DEMO-BLUESMARTFEED developed and introduced an algorithm to validate an AI-based feed control system in two offshore cages in Spain and Greece. Fish feed is the main production cost for any fish farming company, plus wastes of non-eaten feed reduce fish farming profitability, and increase the waste load in the environment and costs related to the maintenance of the facilities. By studying fish behaviour, the algorithm optimised the process by guiding decisions on how much feed to release.
SMART-HATCHERY approached the feed-control challenge by developing an intelligent centralised feeding system based on cloud computing, Internet of Things and AI, all working toward increasing feeding efficiency, reducing waste and improving water quality.
The wind turbine market is growing rapidly and will remain a key renewable energy option in the coming decades. Currently, turbine maintenance requires rope access and actually stopping turbines while technicians are working. As a result, maintenance is time- and resource-expensive, and emits significant amounts of CO2. Optimising design, increasing performance rates and reducing maintenance costs of critical components in offshore wind turbines are certainly areas to which digital technologies can contribute.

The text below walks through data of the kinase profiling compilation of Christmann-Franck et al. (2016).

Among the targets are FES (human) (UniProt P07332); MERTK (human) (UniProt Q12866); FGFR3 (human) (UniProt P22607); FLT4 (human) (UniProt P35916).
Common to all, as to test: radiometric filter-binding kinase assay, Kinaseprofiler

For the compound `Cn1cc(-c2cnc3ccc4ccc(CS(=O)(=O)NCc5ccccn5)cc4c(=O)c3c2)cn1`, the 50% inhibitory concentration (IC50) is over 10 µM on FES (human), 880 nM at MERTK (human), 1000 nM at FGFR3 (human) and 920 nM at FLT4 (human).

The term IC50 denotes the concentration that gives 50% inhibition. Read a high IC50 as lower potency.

Aerones is developing a robotic and remotely managed offshore wind turbine maintenance system to make the process more efficient. This means rope access will be no longer required, maintenance will be three to six times faster than the current solutions, turbines will be halted for a shorter time and income loss will be reduced significantly.